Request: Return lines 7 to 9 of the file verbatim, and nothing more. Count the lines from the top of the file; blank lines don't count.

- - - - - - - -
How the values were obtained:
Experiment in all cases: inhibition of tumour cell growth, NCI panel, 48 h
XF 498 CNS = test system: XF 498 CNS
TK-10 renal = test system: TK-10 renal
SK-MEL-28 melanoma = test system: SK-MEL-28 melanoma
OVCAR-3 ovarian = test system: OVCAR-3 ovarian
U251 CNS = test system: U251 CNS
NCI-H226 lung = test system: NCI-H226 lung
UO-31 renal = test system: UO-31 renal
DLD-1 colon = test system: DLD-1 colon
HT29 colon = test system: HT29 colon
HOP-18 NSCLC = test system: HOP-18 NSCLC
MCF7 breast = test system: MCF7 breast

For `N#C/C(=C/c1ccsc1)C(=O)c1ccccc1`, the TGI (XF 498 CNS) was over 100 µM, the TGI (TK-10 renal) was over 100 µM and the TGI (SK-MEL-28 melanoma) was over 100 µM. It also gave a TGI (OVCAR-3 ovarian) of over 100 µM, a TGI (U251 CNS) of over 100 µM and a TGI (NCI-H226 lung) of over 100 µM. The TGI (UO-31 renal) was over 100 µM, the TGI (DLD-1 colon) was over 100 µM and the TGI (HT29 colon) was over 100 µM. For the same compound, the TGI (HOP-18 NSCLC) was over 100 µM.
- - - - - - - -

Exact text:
U251 CNS = test system: U251 CNS
NCI-H226 lung = test system: NCI-H226 lung
UO-31 renal = test system: UO-31 renal